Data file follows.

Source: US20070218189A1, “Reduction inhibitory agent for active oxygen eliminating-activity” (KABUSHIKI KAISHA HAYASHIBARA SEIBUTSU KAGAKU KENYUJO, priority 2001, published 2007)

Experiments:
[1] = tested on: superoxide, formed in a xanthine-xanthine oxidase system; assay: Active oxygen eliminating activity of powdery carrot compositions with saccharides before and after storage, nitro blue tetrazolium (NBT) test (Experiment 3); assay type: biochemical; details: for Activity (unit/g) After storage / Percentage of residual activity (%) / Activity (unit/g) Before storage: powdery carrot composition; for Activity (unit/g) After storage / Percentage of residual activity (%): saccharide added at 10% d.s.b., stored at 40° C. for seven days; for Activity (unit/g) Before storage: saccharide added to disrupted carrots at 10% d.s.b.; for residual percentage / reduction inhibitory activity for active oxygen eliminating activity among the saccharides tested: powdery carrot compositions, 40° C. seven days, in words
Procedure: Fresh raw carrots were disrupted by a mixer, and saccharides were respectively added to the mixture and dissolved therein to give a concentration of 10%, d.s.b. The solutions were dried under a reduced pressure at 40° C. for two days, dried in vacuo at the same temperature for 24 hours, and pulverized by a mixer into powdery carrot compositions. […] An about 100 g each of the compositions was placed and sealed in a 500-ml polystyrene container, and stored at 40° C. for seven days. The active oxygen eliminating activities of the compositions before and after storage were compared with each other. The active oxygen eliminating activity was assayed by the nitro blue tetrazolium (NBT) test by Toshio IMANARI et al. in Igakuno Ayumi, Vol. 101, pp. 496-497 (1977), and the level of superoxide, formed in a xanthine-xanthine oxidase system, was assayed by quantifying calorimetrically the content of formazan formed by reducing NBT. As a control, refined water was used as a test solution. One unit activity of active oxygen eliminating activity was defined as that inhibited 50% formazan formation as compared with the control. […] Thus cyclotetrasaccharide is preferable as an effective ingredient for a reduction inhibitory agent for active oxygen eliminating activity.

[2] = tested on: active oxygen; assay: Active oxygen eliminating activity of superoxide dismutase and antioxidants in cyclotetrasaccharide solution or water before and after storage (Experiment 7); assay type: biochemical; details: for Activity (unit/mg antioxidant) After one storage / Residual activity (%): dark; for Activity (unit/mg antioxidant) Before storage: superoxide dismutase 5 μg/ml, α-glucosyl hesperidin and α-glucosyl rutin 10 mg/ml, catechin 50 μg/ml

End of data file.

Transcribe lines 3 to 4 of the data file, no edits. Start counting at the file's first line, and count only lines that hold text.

[1] = tested on: superoxide, formed in a xanthine-xanthine oxidase system; assay: Active oxygen eliminating activity of powdery carrot compositions with saccharides before and after storage, nitro blue tetrazolium (NBT) test (Experiment 3); assay type: biochemical; details: for Activity (unit/g) After storage / Percentage of residual activity (%) / Activity (unit/g) Before storage: powdery carrot composition; for Activity (unit/g) After storage / Percentage of residual activity (%): saccharide added at 10% d.s.b., stored at 40° C. for seven days; for Activity (unit/g) Before storage: saccharide added to disrupted carrots at 10% d.s.b.; for residual percentage / reduction inhibitory activity for active oxygen eliminating activity among the saccharides tested: powdery carrot compositions, 40° C. seven days, in words
Procedure: Fresh raw carrots were disrupted by a mixer, and saccharides were respectively added to the mixture and dissolved therein to give a concentration of 10%, d.s.b. The solutions were dried under a reduced pressure at 40° C. for two days, dried in vacuo at the same temperature for 24 hours, and pulverized by a mixer into powdery carrot compositions. […] An about 100 g each of the compositions was placed and sealed in a 500-ml polystyrene container, and stored at 40° C. for seven days. The active oxygen eliminating activities of the compositions before and after storage were compared with each other. The active oxygen eliminating activity was assayed by the nitro blue tetrazolium (NBT) test by Toshio IMANARI et al. in Igakuno Ayumi, Vol. 101, pp. 496-497 (1977), and the level of superoxide, formed in a xanthine-xanthine oxidase system, was assayed by quantifying calorimetrically the content of formazan formed by reducing NBT. As a control, refined water was used as a test solution. One unit activity of active oxygen eliminating activity was defined as that inhibited 50% formazan formation as compared with the control. […] Thus cyclotetrasaccharide is preferable as an effective ingredient for a reduction inhibitory agent for active oxygen eliminating activity.